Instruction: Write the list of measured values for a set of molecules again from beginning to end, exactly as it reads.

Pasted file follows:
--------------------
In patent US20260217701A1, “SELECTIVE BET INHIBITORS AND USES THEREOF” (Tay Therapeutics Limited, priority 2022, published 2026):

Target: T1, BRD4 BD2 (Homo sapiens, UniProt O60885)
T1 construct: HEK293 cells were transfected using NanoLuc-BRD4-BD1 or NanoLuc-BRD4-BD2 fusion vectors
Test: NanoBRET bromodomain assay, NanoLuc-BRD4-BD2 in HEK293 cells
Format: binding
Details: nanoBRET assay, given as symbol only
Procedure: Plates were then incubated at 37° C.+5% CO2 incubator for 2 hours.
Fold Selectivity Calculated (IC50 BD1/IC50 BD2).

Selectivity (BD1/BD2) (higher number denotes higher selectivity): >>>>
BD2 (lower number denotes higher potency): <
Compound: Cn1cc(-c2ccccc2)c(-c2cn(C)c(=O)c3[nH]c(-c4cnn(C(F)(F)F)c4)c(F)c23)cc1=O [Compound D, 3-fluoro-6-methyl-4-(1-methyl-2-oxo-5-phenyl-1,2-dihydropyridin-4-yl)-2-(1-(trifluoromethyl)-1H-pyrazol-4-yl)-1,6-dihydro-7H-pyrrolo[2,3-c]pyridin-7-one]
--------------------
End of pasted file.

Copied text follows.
In patent US20260217701A1, “SELECTIVE BET INHIBITORS AND USES THEREOF” (Tay Therapeutics Limited, priority 2022, published 2026):

Target: T1, BRD4 BD2 (Homo sapiens, UniProt O60885)
T1 construct: HEK293 cells were transfected using NanoLuc-BRD4-BD1 or NanoLuc-BRD4-BD2 fusion vectors
Test: NanoBRET bromodomain assay, NanoLuc-BRD4-BD2 in HEK293 cells
Format: binding
Details: nanoBRET assay, given as symbol only
Procedure: Plates were then incubated at 37° C.+5% CO2 incubator for 2 hours.
Fold Selectivity Calculated (IC50 BD1/IC50 BD2).

Selectivity (BD1/BD2) (higher number denotes higher selectivity): >>>>
BD2 (lower number denotes higher potency): <
Compound: Cn1cc(-c2ccccc2)c(-c2cn(C)c(=O)c3[nH]c(-c4cnn(C(F)(F)F)c4)c(F)c23)cc1=O [Compound D, 3-fluoro-6-methyl-4-(1-methyl-2-oxo-5-phenyl-1,2-dihydropyridin-4-yl)-2-(1-(trifluoromethyl)-1H-pyrazol-4-yl)-1,6-dihydro-7H-pyrrolo[2,3-c]pyridin-7-one]